Stingrays are equally as invasive as GPS trackers, if not more so since GPS trackers are generally used on vehicles traveling public roads. Stingrays, however, can track the mobile phone wherever it goes—inside an apartment building and even down to the exact apartment where a person resides.

The stingrays, also known as IMSI catchers, simulate a cellphone tower and trick any nearby mobile devices into connecting with them, thereby revealing their location. When mobile phones connect to the stingray, the device can see and record their unique ID numbers and traffic data, as well as information that points to the phone’s location. By moving the stingray around, authorities can triangulate the phone’s location with greater precision than they can using data obtained from a fixed tower location and from telecoms.

The Justice Department has long asserted that law enforcement agencies don’t need a probable-cause warrant to use stingrays because they don’t collect the content of phone calls and text messages. Instead, authorities say, they operate like pen-register and trap-and-trace systems, collecting the equivalent of header information. A pen register system records the phone numbers that a person dials, while a trap-and-trace system records the phone numbers of incoming calls to that phone.

The ACLU and others argue, however, that stingrays are more invasive than a trap-and-trace and should require a warrant. By not seeking a warrant to use them, police in Florida have been able to not only conceal from judges and defendant’s their use of the devices but also prevent the public from learning how the secretive technology is employed.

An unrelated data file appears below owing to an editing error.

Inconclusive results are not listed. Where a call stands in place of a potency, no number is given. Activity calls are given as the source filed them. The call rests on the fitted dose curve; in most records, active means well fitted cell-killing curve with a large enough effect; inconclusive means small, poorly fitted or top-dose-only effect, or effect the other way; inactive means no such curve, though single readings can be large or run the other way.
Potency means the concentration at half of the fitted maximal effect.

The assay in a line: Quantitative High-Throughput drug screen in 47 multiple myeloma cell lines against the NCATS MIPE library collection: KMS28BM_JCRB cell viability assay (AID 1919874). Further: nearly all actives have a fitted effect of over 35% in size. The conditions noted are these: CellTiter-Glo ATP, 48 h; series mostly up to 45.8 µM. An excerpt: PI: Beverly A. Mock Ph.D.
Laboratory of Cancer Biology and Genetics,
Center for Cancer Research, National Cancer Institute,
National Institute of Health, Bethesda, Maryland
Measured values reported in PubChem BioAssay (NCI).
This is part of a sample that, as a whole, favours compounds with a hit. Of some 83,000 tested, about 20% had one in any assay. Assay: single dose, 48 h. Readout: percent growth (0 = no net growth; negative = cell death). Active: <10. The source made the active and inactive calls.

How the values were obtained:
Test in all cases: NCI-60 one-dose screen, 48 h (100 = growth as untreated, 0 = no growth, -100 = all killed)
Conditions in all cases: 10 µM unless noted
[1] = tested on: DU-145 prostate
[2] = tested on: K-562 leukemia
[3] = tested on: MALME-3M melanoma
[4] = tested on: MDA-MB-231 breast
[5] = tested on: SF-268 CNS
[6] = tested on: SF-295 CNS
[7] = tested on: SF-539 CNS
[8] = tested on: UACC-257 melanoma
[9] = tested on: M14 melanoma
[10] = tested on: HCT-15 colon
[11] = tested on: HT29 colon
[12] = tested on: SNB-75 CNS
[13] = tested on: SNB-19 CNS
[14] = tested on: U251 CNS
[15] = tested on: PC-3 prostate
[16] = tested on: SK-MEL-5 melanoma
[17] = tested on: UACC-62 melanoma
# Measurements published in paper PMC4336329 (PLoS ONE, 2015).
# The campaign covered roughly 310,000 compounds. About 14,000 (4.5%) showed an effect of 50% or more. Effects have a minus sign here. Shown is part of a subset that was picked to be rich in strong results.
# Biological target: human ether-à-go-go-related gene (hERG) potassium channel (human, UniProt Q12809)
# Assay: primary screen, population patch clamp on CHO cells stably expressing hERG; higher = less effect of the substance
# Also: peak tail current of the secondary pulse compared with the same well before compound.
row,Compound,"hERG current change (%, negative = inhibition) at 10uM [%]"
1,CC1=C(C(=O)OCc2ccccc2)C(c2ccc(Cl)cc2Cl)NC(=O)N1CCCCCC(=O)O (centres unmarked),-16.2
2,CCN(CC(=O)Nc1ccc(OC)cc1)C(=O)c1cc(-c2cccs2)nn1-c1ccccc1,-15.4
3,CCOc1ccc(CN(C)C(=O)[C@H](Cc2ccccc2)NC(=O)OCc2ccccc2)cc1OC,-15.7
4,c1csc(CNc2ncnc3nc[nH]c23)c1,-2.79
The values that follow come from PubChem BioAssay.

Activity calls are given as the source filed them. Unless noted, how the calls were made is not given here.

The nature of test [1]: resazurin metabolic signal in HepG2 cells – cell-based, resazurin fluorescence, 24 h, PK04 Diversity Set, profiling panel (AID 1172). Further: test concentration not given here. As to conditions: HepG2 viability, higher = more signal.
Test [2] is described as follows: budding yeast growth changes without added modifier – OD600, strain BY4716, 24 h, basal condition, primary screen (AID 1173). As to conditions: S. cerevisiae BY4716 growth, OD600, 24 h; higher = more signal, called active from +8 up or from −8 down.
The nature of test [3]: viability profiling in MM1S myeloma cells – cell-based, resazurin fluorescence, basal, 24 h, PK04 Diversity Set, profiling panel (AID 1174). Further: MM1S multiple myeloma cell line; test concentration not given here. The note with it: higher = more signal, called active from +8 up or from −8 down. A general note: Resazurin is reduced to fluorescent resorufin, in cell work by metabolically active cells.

With regard to the Florida drug case—involving cell tower data obtained from a telecom—the ruling is significant for another reason in that the court rejected arguments that a user has no expectation of privacy in data collected by a telecom.

The government argued in the case that they had a right to obtain the data without a warrant because it carried no special protection under the so-called third-party doctrine. Under this argument the government asserts that information a person provides to a third-party—in this case the telecom—carries no expectation of privacy. When a mobile user’s phone pings nearby cell towers, the user is willingly providing the cell tower, and telecom, with their location information, the government argued.

But the judges rejected this argument out of hand.

“Simply because the cell phone user knows or should know that his cell phone gives off signals that enable the service provider to detect its location for call routing purposes, and which enable cell phone applications to operate for navigation, weather reporting, and other purposes, does not mean that the user is consenting to use of that location information by third parties for any other unrelated purposes,” the judges wrote. “While a person may voluntarily convey personal information to a business or other entity for personal purposes, such disclosure cannot reasonably be considered to be disclosure for all purposes to third parties not involved in that transaction.”

The drug dealer in question, essentially, did not consent to give his location to police just by possessing and using a cell phone.